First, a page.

April 07, 2017
Throughout its 42-year production career, one of John Browning's most enduring automatic pistol designs has been referred to as many things — the Model 1903, Model 1908, Model M (the factory frame designation), Pocket Hammerless and General Officer's Pistol, to mention the most often used.
It was reliable, easy to carry and easy to draw. Over 700,000 were built and sold between 1903 and 1945.
While by today's standards Colt's all-steel Pocket Hammerless might seem a bit large and hefty for a pistol chambered in .32 or .380, during its heyday it was considered to be both handy and effective, even when pitted against such world standards as the 1910 Browning and the line of Walther PPS and PPKs.
When referring to the pistol generically, I'll use the terms "Pocket Hammerless" or "Model M," and when talking about the .32 we'll call it the Model 1903 and the .380, Model 1908. (Although the latter is not technically an official designation.)
Despite its early introduction date, the Model M was not the first of Browning's pocket pieces. His premier piece, a great pistol in its own right, was the Belgian-made Model 1900 FN Browning.
Based on his 1897 patents, the gun was slightly tweaked by Fabrique Nationale's designers and then successfully peddled by that firm.
As well as Browning's initial pistol, it was the first semiautomatic pistol to have a slide and to be chambered for the 7.65mm (.32 ACP) round.
Today the 7.65 is not considered much of a stopper, but when it appeared, it was highly regarded.
It was popular enough to allow the 1900 to be initially adopted by the Belgian government and to be chambered in scads of European, American and Asian handguns.
The 1900 proved to be so highly regarded that it was retained in FN's catalog for about a dozen years, with some 700,000 being produced.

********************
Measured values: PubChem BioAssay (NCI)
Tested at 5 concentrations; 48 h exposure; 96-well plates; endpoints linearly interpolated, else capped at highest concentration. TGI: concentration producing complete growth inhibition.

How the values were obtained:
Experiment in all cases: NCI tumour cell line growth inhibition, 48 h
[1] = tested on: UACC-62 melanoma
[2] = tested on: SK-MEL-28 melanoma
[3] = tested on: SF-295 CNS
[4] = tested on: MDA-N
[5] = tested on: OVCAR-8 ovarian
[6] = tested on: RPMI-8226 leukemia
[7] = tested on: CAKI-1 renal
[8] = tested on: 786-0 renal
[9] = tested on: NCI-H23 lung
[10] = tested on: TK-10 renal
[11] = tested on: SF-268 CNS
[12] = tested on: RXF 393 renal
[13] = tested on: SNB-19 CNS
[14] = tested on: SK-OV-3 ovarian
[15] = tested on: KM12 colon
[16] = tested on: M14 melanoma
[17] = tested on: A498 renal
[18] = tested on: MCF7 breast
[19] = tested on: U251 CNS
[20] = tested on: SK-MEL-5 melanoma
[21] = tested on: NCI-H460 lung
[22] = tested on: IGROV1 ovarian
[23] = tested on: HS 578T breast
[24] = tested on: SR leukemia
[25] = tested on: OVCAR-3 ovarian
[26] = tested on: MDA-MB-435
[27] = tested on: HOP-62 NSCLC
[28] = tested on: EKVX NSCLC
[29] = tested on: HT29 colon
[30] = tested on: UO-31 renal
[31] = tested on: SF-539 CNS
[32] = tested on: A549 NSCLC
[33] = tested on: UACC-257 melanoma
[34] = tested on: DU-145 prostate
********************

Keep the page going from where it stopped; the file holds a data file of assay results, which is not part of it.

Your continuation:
Though Colt had made its reputation on revolvers, just before the turn of the 20th century, company executives realized the auto pistol was going to be important and began looking at designs and chumming up with promising inventors — including John Browning.
In 1900, Colt came out with its first auto pistol, a recoil-operated repeater chambered in a rimless .38 cartridge.
The company tried to interest the U.S. government in the piece, but it had some flaws and the U.S. Army and U.S. Navy purchased only about 250. Production ceased after 3,500 were made.
Undaunted, Browning refined his design and a new pistol appeared, the 1902 (Sporting) Automatic Pistol, also in .38 Rimless.
Still, it left something to be desired, so Colt/Browning reworked the '02 Commercial into the Model 1902 (Military) Automatic Pistol.
Though receiving lukewarm interest from the military, the gun became a good seller with the general public and 47,100 were manufactured from 1902 to 1929.
It was decided that an attenuated version of the 1902 could be marketed as a pocket pistol, so a year later the Model 1903 (Hammer) auto appeared.
Also chambered in .38 Rimless, this seven shooter, at 31 ounces, was not particularly light weight, and as it was really not much more than a bobbed version of the boxy full-size service pistol, its advantages as a hideout gun were somewhat compromised.
It did have the advantage of a reasonably effective chambering, however.
That same year, Colt brought out a serious competitor to its exposed-hammer hideout pistol, the "Pocket Model, Hammerless." This superb, sleek little .32 eight-shot blowback became an instant hit.
Though touted as "hammerless," the pistol actually employed an internal hammer in the frame, which struck a firing pin on the roof of the slide.
Weighing almost 10 ounces less than the 1903 (Hammer), it was compact (5 inches overall) and had rounded edges that made it easy to tote, draw and manipulate.